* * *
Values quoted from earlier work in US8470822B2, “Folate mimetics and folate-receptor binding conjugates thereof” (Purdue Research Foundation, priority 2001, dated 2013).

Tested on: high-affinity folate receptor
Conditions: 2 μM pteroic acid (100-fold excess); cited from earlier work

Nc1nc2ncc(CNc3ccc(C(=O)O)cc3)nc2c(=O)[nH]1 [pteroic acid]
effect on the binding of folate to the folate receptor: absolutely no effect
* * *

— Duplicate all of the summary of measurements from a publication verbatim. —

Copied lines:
Values quoted from earlier work in US8470822B2, “Folate mimetics and folate-receptor binding conjugates thereof” (Purdue Research Foundation, priority 2001, dated 2013).

Tested on: high-affinity folate receptor
Conditions: 2 μM pteroic acid (100-fold excess); cited from earlier work

Nc1nc2ncc(CNc3ccc(C(=O)O)cc3)nc2c(=O)[nH]1 [pteroic acid]
effect on the binding of folate to the folate receptor: absolutely no effect